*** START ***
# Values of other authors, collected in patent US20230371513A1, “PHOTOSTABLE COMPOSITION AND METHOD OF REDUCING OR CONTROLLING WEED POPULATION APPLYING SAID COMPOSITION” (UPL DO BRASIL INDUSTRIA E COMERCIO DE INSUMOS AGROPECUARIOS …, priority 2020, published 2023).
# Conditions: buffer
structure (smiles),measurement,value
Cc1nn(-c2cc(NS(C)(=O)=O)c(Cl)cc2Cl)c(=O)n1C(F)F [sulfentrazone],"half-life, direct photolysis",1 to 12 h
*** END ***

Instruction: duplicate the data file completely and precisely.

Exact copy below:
# Values of other authors, collected in patent US20230371513A1, “PHOTOSTABLE COMPOSITION AND METHOD OF REDUCING OR CONTROLLING WEED POPULATION APPLYING SAID COMPOSITION” (UPL DO BRASIL INDUSTRIA E COMERCIO DE INSUMOS AGROPECUARIOS …, priority 2020, published 2023).
# Conditions: buffer
structure (smiles),measurement,value
Cc1nn(-c2cc(NS(C)(=O)=O)c(Cl)cc2Cl)c(=O)n1C(F)F [sulfentrazone],"half-life, direct photolysis",1 to 12 h